Novel. Historical Fiction. I read this one because it is on the fiction book club list for CLPL (January 2015) and I was once again catching up with the works for the meetings I cannot attend due to my teaching schedule. This one is a double-story, following the lives of a contemporary young girl named Molly Ayer who has been in and out of the child welfare system, and Vivian Daly who was once one of the children put on one of the orphan trains that sent children out to the Midwest to be "adopted."
I really enjoyed this book and learned quite a bit about these orphan trains, which I had previously no knowledge regarding them. The general idea was to take abandoned or orphaned children from large cities like New York, and ship them out on these trains to the Midwest, where they could be adopted by farming families who could use the extra help. They thought it would solve the problem of getting large numbers of immigrant children off the streets, and at the same time provide free labor to the farming families to grow food that was desperately needed in the U.S. at that time.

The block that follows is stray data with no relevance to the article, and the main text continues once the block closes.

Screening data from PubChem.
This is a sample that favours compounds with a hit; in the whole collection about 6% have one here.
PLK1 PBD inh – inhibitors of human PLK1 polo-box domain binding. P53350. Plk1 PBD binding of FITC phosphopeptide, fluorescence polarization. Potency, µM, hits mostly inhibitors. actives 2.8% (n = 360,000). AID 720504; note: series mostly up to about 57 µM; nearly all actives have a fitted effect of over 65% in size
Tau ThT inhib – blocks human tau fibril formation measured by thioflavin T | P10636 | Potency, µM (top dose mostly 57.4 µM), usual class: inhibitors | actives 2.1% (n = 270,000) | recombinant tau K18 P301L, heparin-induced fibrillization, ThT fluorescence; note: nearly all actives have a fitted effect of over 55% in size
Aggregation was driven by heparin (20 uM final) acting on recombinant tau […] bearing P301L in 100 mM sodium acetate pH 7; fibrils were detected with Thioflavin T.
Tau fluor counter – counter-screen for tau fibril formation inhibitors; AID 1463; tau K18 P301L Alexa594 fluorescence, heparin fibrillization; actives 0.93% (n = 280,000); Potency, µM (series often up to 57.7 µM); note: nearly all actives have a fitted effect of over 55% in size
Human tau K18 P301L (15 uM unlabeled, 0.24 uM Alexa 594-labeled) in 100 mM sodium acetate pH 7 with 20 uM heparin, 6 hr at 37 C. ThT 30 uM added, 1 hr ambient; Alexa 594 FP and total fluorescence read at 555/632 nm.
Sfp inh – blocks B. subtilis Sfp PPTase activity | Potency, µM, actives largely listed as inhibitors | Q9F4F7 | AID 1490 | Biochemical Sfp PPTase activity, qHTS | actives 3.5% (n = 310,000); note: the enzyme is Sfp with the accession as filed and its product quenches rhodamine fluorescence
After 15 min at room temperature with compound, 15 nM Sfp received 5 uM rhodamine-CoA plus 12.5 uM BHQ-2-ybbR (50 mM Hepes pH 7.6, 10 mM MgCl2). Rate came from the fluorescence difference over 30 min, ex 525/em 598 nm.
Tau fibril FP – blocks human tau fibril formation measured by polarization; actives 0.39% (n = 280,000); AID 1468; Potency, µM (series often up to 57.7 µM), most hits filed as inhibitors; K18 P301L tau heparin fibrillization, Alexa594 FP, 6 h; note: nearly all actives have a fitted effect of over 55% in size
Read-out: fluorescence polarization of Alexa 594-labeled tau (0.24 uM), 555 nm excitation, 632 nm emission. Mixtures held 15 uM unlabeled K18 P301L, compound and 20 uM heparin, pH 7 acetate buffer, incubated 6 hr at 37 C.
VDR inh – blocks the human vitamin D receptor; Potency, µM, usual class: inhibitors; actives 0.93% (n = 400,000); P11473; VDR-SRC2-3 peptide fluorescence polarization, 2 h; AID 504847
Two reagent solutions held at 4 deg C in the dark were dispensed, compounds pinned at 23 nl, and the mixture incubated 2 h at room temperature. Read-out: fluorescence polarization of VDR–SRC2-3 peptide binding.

Vivian's story is sad and tragic, with her becoming a free labor seamstress with little food, for a couple who literally lock the refrigerator and make her sleep on the floor. Somehow she endures and makes a life for herself, eventually as an adult in Maine, where she helps Molly serve her court time by doing little bits and pieces of things around her house, such as cleaning out the attic. The two connect on a sincere human level, and the two stories unfold over time as you read through the novel.
I highly recommend this work, it is one of the more touching and eye-opening pieces that I have read in a long time. You will learn about the strength of these children, the enduring human spirit, and how these two people connect to each other in a world that is often unjust.
And so it goes...